Few of the famous old bars in New York date back to as far as the 19th century and are unforgettable getaways to an era forepassed.
The NYC restaurants and bar scene may be notorious for its short-term lifespan, but some centuries-old taverns and bars have truly withstood the test of time. Known for hosting patrons like Butch Cassidy, George Washington, and Teddy Roosevelt, some of these bars have become a beacon on the New York bar scene for all the right reasons. The walls of these historic bars have been decorated with tales of a bygone era, that you can revel in by visiting one of these iconic watering holes that will remain indelible in NYC’s bustling nightlife.
FRAUNCES TAVERN, 1762
Located at the corner of Broad Street in the Financial District, Fraunces Tavern was established in the year 1762. A landmark and a prime attraction for history buffs, the famous old bar in New York is also a museum. The restaurant houses a nostalgic air of history by proudly possessing the memory of George Washington supping here in the 1700s. It was here in this tavern where the US general bade adieu to his troops after a long battle for American Independence.
THE WHITE HORSE TAVERN, 1880
Legend tells us that in 1953, Dylan Thomas quaffed down 18 straight whiskeys before passing away in his Chelsea Hotel residence. Sitting on a Greenwich Village corner, the White Horse Tavern used to be a haven for artists before turning into a prominent landmark. Along with tourists, The White Horse Tavern draws a diverse crowd. Sipping on one of the many brew variants offered at this historic bar, one can gaze upon the fleeting, bustling life of the Village through its large, ceiling windows.
JULIUS’ BAR, 1829
Established in 1829, Julius’ is the oldest operating gay bar in New York. The storied past of Julius’, circling inclusion and community, holds prominence in the LGBTQ+ community. More than just a bar, the eminent establishment owns a legacy of standing against one of the important social causes in the 1960s. During Prohibition, the bar turned into a speakeasy. It transitioned from a sports bar in the 1940s to an emerging gay bar in the 1960s.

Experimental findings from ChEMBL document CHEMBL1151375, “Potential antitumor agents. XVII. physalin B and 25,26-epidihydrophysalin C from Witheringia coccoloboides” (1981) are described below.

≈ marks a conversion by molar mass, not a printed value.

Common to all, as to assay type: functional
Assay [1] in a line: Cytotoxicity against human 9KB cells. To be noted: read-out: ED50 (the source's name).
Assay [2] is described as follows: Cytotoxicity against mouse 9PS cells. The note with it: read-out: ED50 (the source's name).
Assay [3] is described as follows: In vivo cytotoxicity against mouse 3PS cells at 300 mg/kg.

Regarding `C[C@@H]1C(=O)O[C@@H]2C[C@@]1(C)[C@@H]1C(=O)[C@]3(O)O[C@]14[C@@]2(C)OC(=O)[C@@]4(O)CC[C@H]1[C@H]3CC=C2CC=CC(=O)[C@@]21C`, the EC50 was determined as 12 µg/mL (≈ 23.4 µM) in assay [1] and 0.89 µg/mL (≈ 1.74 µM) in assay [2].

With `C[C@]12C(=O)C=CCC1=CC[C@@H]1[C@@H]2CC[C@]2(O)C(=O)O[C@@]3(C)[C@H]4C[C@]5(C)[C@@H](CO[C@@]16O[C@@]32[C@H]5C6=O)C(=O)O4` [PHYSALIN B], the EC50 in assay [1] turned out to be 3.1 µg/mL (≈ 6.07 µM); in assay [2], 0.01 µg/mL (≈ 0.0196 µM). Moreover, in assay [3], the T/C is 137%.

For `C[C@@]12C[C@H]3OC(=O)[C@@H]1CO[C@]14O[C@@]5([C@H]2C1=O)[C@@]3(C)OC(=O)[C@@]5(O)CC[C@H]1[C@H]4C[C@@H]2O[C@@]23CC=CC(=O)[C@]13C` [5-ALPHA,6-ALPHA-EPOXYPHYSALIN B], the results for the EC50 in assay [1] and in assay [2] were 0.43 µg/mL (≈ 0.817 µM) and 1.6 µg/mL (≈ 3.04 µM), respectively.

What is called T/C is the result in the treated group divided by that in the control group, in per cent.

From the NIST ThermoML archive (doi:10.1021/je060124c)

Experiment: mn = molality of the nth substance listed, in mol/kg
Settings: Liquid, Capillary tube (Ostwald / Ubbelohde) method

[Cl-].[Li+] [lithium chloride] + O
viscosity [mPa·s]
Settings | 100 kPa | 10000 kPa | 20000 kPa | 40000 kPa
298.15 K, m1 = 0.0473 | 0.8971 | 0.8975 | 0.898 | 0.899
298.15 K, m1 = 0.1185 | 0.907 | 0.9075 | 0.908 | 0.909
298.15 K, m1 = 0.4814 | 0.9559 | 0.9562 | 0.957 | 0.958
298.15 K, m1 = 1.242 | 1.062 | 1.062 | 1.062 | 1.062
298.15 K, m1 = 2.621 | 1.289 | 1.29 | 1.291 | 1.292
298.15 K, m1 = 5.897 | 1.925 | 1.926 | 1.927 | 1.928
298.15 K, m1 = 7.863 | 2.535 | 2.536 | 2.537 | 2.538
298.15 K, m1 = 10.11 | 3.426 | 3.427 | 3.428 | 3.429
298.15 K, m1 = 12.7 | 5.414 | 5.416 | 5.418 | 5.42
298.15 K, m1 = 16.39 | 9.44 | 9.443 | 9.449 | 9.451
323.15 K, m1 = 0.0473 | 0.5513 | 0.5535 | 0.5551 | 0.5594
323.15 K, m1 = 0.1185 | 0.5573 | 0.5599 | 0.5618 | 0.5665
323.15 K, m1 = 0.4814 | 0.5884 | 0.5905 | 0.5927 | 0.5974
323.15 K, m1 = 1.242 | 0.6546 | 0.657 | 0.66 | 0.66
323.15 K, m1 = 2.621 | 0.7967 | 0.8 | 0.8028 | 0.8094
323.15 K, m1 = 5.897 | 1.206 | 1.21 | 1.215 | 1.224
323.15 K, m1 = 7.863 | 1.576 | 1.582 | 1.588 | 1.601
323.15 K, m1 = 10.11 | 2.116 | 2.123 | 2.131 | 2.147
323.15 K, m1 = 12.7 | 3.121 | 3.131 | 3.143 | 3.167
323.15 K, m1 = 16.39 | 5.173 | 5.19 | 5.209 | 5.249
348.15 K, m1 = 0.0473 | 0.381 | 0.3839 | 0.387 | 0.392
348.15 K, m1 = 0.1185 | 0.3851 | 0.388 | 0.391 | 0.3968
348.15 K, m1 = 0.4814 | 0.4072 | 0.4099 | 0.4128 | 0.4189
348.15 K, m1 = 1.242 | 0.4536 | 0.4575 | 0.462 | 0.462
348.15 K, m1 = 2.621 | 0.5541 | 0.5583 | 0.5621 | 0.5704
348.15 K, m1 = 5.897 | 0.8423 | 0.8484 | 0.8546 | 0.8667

MCSORLEY’S OLD ALE HOUSE, 1854
One of the most famous old bars in New York, McSorley’s Old Ale House is situated in Manhattan’s East Village. The bar is known to serve only two options in alcoholic beverages – light and dark beer. Even with its limited food and alcohol menu, the 166-year old establishment never sees a slow day just like the city. The bar was also notorious for not allowing female patrons till the later part of the 20th century.
THE BROOKLYN INN, 1885
If you wish to time travel and chug down a good ol’ pint of beer in an authentic American Tavern, the oldest bar in Brooklyn is where you ought to be. A wave of reminiscence envelopes the dark wood, wrap-around bar and high ceilings of The Brooklyn Inn. Defying an impressive test of time, some of the furnishings and woodwork in the 135-year old Brooklyn bar are original.
THE PARIS CAFE, 1873
Located steps away from the Brooklyn Bridge in the South Street Seaport, The Paris Cafe is one of the renowned and oldest pubs in New York City. Having served patrons of the likes of Thomas Edison, Teddy Roosevelt, Butch Cassidy, Lauren Becall, and many more, the establishment is also known for its historic architecture and building.
LANDMARK TAVERN, 1868
The classic, Irish bar once stood on the shores of the Hudson River. Following a complete renovation in 2005, the historic bar earned a refined charm while preserving the vintage bit. Established in 1868, the bar still boasts the original, wooden bar along with a few other fixtures and furnishings. Once frequented only by dockworkers, cattlemen, and sailors, the urbane menu offering French wines would easily make you forget its not-so-genteel past.